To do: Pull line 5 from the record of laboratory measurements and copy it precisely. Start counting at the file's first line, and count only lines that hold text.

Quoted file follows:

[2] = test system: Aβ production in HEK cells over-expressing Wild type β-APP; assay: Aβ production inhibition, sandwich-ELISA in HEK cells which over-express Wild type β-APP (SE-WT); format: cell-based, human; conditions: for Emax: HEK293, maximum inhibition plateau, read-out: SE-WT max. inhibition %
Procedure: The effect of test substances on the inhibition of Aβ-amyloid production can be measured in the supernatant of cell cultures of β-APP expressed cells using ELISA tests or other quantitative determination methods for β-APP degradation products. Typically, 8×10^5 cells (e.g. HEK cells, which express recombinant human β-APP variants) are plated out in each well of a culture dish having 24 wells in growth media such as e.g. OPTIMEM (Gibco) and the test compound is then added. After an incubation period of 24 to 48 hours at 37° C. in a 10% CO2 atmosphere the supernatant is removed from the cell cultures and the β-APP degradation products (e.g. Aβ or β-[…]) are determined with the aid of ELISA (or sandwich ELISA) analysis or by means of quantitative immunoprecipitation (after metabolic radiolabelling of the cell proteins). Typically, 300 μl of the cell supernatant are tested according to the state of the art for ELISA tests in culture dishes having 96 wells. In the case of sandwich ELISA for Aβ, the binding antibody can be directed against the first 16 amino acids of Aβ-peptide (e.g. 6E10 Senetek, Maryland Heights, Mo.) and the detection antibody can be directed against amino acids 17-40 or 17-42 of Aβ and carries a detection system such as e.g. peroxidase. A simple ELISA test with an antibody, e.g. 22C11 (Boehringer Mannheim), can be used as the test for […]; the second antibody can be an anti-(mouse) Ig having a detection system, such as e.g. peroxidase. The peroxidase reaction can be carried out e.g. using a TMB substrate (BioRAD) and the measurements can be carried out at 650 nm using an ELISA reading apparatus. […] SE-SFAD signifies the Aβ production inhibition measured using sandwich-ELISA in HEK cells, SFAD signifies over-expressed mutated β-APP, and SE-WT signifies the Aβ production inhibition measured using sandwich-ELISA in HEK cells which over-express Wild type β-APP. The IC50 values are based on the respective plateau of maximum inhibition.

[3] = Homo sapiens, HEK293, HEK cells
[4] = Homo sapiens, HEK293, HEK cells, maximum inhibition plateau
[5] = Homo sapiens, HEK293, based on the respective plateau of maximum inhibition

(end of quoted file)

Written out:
[5] = Homo sapiens, HEK293, based on the respective plateau of maximum inhibition